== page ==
The latest enhancement to Navy's submarine search and rescue capability steamed into her new home at Fleet Base West, Rockingham, Western Australia recently. As one of two ships being acquired to further enhance the capability, MV BESANT will be the submarine escape gear ship.

Named after Lieutenant Commander Thomas Besant, Commanding Officer of First World War submarine, AE1, the vessel will be used to provide an early intervention role in the event of a disabled submarine.

The 83m ship will embark a side-scan sonar, and the SCORPIO SC45 remotely operated vehicle to conduct surveys, damage assessment, debris removal from around the rescue seat and deploy transponders for the LR5 rescue vehicle tracking system, and recompression chambers to provide medical support to submarine escapees.  

Submarine Escape and Rescue Manager, Commander Ken Marr, said that the delivery of the ships would enhance Navy's existing capability.

"Planning is well underway for BLACK CARILLION 15, our annual submarine and escape and rescue exercise, where MV BESANT will play an important part as we utilise and incorporate her many functionalities into our existing procedures.

"The longer 93m rescue gear ship, MV STOKER, is currently undergoing final fit-out and is scheduled to join MS BESANT in early Jan 16.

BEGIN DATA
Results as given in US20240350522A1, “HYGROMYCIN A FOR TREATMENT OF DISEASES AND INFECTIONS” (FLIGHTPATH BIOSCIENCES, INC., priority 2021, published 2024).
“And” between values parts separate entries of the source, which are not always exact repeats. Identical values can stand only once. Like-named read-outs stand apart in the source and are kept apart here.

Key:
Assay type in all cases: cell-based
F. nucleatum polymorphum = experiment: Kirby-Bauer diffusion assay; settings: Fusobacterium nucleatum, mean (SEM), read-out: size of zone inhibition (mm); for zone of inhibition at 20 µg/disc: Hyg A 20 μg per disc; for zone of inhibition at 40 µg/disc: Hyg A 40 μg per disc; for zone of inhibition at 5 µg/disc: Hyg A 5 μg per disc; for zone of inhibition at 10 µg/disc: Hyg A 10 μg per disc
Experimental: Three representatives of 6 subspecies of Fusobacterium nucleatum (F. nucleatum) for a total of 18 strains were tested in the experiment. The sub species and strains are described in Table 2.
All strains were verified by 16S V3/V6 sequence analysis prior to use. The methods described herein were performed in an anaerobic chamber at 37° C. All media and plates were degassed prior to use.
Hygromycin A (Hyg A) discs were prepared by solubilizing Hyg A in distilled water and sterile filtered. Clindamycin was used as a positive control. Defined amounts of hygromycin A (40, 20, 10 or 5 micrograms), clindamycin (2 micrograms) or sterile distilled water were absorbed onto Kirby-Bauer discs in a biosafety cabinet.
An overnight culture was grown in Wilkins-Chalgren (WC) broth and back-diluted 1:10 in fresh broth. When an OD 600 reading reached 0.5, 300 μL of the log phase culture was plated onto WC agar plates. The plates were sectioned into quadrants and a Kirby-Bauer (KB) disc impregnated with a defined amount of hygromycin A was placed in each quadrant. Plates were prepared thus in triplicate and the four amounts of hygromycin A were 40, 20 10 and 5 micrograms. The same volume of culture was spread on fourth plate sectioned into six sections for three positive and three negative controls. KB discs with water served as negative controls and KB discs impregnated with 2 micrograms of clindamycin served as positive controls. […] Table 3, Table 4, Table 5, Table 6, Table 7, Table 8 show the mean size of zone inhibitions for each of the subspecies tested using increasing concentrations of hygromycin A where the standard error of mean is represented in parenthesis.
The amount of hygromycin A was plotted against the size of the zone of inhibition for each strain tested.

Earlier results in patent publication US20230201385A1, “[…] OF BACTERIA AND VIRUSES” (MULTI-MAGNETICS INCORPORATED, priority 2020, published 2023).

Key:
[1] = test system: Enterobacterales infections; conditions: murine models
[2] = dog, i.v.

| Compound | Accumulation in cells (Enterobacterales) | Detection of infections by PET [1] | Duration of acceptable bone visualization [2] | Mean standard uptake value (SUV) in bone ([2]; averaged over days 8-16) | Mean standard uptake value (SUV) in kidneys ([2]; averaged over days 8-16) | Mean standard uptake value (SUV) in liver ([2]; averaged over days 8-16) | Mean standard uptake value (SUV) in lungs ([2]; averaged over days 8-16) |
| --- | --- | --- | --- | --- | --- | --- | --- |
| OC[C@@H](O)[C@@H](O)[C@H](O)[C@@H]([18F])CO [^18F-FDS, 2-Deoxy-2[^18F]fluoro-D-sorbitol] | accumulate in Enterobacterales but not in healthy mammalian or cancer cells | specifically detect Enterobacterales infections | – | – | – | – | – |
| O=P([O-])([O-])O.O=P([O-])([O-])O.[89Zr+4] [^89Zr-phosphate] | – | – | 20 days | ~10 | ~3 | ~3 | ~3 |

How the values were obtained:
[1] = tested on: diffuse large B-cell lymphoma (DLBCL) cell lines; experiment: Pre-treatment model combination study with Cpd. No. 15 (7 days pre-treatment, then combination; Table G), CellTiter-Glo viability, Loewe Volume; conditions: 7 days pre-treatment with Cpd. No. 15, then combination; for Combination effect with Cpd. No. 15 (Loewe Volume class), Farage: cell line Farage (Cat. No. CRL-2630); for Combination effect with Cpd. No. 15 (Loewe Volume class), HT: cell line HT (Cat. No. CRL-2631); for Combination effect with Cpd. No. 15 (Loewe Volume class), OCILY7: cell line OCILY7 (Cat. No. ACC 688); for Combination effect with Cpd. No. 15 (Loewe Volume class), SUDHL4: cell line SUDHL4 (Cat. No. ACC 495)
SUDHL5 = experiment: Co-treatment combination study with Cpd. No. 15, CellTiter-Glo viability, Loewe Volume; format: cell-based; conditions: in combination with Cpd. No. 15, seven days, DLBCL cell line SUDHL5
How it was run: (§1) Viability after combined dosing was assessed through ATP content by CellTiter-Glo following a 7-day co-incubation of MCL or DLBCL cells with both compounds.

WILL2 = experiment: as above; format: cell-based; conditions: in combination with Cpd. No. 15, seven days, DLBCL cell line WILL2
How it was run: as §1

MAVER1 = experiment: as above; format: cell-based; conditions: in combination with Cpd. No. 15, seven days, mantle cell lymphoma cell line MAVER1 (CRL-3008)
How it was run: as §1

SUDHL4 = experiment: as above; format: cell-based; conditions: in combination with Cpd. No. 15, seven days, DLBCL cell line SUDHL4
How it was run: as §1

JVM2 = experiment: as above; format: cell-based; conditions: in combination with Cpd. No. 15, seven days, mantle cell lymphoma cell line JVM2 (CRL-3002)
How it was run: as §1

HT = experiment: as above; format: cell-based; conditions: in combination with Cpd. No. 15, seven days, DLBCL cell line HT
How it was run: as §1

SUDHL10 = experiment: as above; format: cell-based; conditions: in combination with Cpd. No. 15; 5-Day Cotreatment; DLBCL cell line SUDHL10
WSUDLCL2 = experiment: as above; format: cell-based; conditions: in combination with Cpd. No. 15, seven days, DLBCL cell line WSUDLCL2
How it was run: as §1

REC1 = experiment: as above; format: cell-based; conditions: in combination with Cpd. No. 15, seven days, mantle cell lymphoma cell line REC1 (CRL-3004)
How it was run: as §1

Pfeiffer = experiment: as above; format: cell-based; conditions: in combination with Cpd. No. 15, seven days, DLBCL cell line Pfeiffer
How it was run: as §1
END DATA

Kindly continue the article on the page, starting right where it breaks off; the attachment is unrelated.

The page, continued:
"Both vessels will provide more flexibility to respond," Commander Marr said.

Both ships will be operated by Defence Maritime Services and will provide a long term and extremely capable role in supporting submarine escape and rescue activities. Being larger ships than the existing vessel, MV Seahorse Standard, the ability to embark more personnel such as medical and other rescue system members will ensure sustained operations can be conducted at sea. Enhanced onboard medical facilities and the ability to accommodate a full submarine crew will also ensure the best medical support is provided.

The acquisition of MV BESANT and MV STOKER will replace the existing submarine escape and rescue support vessel, MV Seahorse Standard, which may be redeployed to the east coast of Australia in late 2015.